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Canadian Journal of Gastroenterology and Hepatology
Volume 28, Issue 4, Pages 198-202
Original Article

Iron Overload Is Rare in Patients Homozygous for the H63D Mutation

Melissa Kelley, Nikhil Joshi, Yagang Xie, and Mark Borgaonkar

Faculty of Medicine, Memorial University, St John’s, Newfoundland and Labrador, Canada

Received 7 November 2013; Accepted 25 January 2014

Copyright © 2014 Hindawi Publishing Corporation. This is an open access article distributed under the Creative Commons Attribution License, which permits unrestricted use, distribution, and reproduction in any medium, provided the original work is properly cited.


BACKGROUND: Previous research has suggested that the H63D HFE mutation is associated with elevated iron indexes. However, the true penetrance of this mutation remains unclear.

OBJECTIVE: To assess the proportion of H63D homozygotes with laboratory abnormalities consistent with iron overload.

METHODS: The present study was a retrospective analysis of all individuals referred for HFE genotyping in Newfoundland and Labrador between 1999 and 2009, who were found to be homozygous for the H63D mutation. Using electronic health records, results of ferritin, transferrin saturation, aspartate aminotransferase and alanine aminotransferase testing performed closest to the time of genetic testing were recorded for each patient. Iron overload was classified using previously published definitions from the HealthIron study. SPSS version 17.0 (IBM Corporation, USA) was used for descriptive statistics and to compare means using one-way ANOVA.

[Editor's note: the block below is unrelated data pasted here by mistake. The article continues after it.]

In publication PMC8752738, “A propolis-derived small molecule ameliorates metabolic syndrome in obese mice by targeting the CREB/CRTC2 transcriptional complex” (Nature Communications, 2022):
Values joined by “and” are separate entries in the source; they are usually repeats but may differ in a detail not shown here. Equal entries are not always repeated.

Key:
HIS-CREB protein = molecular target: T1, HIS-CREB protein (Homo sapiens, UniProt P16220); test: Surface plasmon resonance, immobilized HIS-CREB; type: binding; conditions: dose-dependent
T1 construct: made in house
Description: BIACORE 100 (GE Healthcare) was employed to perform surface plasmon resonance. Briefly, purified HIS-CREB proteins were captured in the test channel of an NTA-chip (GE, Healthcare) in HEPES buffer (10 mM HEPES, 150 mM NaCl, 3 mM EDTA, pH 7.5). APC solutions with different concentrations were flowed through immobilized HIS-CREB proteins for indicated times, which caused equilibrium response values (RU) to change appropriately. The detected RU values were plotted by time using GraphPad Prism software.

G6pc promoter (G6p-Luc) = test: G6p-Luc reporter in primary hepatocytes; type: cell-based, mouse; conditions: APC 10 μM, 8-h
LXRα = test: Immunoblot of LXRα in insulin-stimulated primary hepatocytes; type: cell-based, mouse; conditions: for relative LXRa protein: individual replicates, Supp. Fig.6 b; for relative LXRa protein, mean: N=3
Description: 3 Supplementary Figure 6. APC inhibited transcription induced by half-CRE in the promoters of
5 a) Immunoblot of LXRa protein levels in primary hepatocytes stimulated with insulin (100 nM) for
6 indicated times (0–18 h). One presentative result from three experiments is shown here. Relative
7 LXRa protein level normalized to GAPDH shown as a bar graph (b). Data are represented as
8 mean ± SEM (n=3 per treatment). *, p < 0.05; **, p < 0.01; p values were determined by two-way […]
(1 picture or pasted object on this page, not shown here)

RESULTS: Between 1999 and 2009, 170 individuals tested positive for H63D/H63D. At the time of genotyping, 28.8% had an elevated mean (± SD) ferritin level of 501±829 μg/L and 15.9% had an elevated transferrin saturation of 0.45±0.18. At genotyping, 94 individuals had sufficient data available to classify iron overload status. Only three (3.2%) had documented iron overload while the majority (85.1%) had no evidence of iron overload. Sixty individuals had follow-up data available and, of these, only four (6.7%) had documented iron overload, while 45 (75.0%) had no evidence of iron overload. Only one individual had evidence of iron overload-related disease at genotyping and at follow-up.

CONCLUSIONS: H63D homozygosity was associated with an elevated mean ferritin level, but only 6.7% had documented iron overload at follow-up. The penetrance of the H63D mutation appeared to be low.